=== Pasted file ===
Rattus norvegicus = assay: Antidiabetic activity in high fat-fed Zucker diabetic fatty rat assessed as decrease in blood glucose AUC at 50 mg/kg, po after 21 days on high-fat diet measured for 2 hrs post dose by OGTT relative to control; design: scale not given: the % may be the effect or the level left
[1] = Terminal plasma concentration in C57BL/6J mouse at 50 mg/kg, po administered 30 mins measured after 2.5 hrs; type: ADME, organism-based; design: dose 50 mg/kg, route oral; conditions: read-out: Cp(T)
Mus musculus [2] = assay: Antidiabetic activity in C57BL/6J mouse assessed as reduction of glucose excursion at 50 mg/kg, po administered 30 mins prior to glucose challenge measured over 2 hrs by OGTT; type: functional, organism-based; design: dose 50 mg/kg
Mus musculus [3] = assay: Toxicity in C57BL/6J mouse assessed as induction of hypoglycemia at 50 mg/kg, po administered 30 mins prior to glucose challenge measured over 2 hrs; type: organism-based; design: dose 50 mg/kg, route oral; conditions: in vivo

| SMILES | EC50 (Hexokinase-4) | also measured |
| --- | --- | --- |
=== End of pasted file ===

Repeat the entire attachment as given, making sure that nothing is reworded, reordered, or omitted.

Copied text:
Rattus norvegicus = assay: Antidiabetic activity in high fat-fed Zucker diabetic fatty rat assessed as decrease in blood glucose AUC at 50 mg/kg, po after 21 days on high-fat diet measured for 2 hrs post dose by OGTT relative to control; design: scale not given: the % may be the effect or the level left
[1] = Terminal plasma concentration in C57BL/6J mouse at 50 mg/kg, po administered 30 mins measured after 2.5 hrs; type: ADME, organism-based; design: dose 50 mg/kg, route oral; conditions: read-out: Cp(T)
Mus musculus [2] = assay: Antidiabetic activity in C57BL/6J mouse assessed as reduction of glucose excursion at 50 mg/kg, po administered 30 mins prior to glucose challenge measured over 2 hrs by OGTT; type: functional, organism-based; design: dose 50 mg/kg
Mus musculus [3] = assay: Toxicity in C57BL/6J mouse assessed as induction of hypoglycemia at 50 mg/kg, po administered 30 mins prior to glucose challenge measured over 2 hrs; type: organism-based; design: dose 50 mg/kg, route oral; conditions: in vivo

| SMILES | EC50 (Hexokinase-4) | also measured |
| --- | --- | --- |